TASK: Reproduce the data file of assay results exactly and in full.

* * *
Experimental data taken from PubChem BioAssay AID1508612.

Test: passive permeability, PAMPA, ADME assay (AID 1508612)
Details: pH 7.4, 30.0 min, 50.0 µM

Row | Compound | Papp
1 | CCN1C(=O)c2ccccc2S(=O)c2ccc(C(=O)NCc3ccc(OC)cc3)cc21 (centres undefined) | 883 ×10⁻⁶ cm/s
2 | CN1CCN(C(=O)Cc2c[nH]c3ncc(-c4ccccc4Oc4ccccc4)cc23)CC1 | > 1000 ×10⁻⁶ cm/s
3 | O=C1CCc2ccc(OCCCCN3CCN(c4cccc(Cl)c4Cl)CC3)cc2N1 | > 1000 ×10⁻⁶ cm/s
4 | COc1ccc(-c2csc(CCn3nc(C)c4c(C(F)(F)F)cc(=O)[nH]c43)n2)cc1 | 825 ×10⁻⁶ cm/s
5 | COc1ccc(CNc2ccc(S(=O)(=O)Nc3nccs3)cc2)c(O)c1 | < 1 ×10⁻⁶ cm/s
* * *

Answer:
Experimental data taken from PubChem BioAssay AID1508612.

Test: passive permeability, PAMPA, ADME assay (AID 1508612)
Details: pH 7.4, 30.0 min, 50.0 µM

Row | Compound | Papp
1 | CCN1C(=O)c2ccccc2S(=O)c2ccc(C(=O)NCc3ccc(OC)cc3)cc21 (centres undefined) | 883 ×10⁻⁶ cm/s
2 | CN1CCN(C(=O)Cc2c[nH]c3ncc(-c4ccccc4Oc4ccccc4)cc23)CC1 | > 1000 ×10⁻⁶ cm/s
3 | O=C1CCc2ccc(OCCCCN3CCN(c4cccc(Cl)c4Cl)CC3)cc2N1 | > 1000 ×10⁻⁶ cm/s
4 | COc1ccc(-c2csc(CCn3nc(C)c4c(C(F)(F)F)cc(=O)[nH]c43)n2)cc1 | 825 ×10⁻⁶ cm/s
5 | COc1ccc(CNc2ccc(S(=O)(=O)Nc3nccs3)cc2)c(O)c1 | < 1 ×10⁻⁶ cm/s